undergrowth removal modify critical features of
polops‘s habitat (Green Cay). These practices result in
a decline in leaf and tidal litter, loose substrate, and crab burrows
population of A. polops is currently estimated to be between
360-2500 on Green Cay and 50 on protestant Cay (Endangered, 1996).
Their small population
sizes and reduced habitat area make A. polops particularly
vulnerable to extinction as a result of genetic bottlenecking. If
a natural disaster of considerable proportions were to occur then
the entire species could be eliminated because there wouldn't be enough
genetic variability within the population for natural selection to
steps have been taken to help preserve the A. polops. The
most significant of these was the establishment of the Green Cay National
Wildlife Refuge in 1977 by the U.S. Fish and Wildlife service. This
was done to protect the largest remaining population of A. polops
(Endangered, 1996). The refuge provides protection for 14 of
the 18 acres of designated critical habitat for A. polops on Green
Cay and is closed to the public (Green Cay). However, if the species
is going to persist then more conservation measures need to be taken.
The current conservation goal for A. polops as stated by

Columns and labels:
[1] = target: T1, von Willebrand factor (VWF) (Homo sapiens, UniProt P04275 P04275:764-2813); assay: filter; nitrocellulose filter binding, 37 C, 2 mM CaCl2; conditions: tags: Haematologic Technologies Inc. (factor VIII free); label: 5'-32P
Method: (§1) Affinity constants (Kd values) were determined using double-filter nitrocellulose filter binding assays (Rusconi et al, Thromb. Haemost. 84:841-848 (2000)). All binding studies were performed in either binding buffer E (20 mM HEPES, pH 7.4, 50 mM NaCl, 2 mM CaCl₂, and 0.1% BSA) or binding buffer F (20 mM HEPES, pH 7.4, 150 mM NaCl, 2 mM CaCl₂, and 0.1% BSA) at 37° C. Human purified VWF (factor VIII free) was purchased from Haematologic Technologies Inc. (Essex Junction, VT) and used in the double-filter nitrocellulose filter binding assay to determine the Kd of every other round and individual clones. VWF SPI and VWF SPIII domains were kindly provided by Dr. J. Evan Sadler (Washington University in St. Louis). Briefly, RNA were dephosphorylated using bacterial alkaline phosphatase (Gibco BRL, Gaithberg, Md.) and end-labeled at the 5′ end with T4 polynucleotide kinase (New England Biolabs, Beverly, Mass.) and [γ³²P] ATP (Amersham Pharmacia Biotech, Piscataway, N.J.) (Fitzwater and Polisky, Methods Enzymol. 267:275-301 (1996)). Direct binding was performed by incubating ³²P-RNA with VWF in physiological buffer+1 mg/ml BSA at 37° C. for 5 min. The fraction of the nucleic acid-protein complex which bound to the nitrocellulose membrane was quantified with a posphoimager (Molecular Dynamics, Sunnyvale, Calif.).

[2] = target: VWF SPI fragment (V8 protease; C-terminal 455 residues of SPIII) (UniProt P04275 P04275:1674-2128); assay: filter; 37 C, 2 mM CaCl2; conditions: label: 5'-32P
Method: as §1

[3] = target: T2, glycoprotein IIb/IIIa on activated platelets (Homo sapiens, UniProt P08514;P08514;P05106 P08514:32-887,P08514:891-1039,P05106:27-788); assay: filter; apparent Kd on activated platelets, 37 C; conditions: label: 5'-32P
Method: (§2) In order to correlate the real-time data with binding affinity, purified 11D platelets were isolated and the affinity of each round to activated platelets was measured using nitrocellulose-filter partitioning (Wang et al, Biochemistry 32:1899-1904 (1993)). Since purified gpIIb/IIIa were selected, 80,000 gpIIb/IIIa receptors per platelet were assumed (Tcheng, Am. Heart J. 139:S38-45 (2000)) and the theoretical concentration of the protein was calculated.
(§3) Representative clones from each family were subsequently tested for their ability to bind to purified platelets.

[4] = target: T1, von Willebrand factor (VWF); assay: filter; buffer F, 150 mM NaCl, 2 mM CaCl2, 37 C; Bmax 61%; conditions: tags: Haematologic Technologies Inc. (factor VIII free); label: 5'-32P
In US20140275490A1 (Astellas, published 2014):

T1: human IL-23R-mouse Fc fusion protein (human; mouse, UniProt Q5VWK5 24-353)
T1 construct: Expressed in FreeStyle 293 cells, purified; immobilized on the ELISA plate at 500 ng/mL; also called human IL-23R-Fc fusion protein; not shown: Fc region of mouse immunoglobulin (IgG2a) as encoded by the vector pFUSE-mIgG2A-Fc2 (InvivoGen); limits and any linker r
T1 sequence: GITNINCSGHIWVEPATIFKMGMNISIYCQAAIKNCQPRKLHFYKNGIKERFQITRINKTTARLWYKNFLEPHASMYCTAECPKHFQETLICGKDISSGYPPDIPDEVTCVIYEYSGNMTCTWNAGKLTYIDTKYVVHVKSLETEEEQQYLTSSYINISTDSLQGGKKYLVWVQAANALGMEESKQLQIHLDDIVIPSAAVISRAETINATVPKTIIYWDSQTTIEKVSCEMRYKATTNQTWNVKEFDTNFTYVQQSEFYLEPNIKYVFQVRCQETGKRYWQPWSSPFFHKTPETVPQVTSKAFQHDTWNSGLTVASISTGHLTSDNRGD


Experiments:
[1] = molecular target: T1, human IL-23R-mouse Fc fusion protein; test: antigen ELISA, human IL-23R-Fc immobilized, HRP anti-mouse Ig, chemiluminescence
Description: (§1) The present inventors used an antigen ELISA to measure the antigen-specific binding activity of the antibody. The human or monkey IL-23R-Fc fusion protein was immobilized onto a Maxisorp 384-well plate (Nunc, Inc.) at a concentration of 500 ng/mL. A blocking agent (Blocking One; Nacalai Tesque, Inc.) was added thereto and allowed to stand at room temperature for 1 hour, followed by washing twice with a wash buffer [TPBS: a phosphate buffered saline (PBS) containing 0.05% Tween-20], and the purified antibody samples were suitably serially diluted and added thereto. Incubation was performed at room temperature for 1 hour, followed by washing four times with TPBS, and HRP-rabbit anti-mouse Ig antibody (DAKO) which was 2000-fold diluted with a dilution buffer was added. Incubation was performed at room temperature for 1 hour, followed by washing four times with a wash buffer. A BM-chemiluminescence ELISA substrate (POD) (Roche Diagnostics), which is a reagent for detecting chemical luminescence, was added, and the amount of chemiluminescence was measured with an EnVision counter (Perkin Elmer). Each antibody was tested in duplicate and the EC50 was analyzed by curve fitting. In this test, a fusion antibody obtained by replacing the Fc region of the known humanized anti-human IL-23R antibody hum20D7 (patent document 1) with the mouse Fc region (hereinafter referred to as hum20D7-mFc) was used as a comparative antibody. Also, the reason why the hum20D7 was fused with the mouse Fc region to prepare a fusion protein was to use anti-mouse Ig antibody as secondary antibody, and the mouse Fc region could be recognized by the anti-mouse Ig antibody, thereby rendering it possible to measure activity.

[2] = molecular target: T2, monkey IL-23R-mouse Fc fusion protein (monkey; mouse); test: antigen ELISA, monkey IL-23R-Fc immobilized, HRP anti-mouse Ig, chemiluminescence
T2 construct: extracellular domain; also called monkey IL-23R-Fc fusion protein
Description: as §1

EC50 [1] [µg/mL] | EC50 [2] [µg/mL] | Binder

National Park Service is to establish a stable population on Green
Cay and Protestant Cay and to establish a minimum self sustaining
population of 500 individuals on Buck Island Reef National Monument,
where no lizards are known to reside currently (Endangered, 1996).
This Island could serve as an experimental release sight for the lizards.
In order for this project to succeed a massive eradication program
must first be implemented to remove the Indian Mongoose from this
Recovery Plan approved by the U.S. fish and Wild life service in 1984
included the following suggestions:
The eradication of the Indian Mongoose in and around St. Croix.
This would allow the lizard to be successfully transferred and established
in areas such as Buck Island, where populations of lizards once
A few lizards should be transplanted to Zoos where they can be actively
bred for reintroduction later.
Human disturbance and housing and resort development should be restricted
in the area of the lizard’s habitat.
The continued protection of the habitat and present population on
implementation of these policies has potentially important economic
consequences. The full protection of Green Cay and Protestant Cay
would mean limiting potentially lucrative tourism in these areas.
Protestant Cay is currently leased by a hotel complex. In addition,
the eradication of the Indian Mongoose would require a considerable
degree of money, time and labor.
prospects for A. Polops do not look promising. Present
and future threats to the species are numerous and the measures needed
to insure their survival are costly. The future
of the A. polops populations will depend largely on the fate
of its remaining habitat. An
increase in human disturbance or habitat alteration resulting from
recreational activities, would be
detrimental. Given that A.
polops is a species of no commercial value and of little aesthetic
value when it comes to tourism, the incentive for taking the neccesary
steps to save this species do not appear strong at this time.
Robin Forbes-Lorman, Josie Caton, Sarah Biber
Creation/revision date: 4 April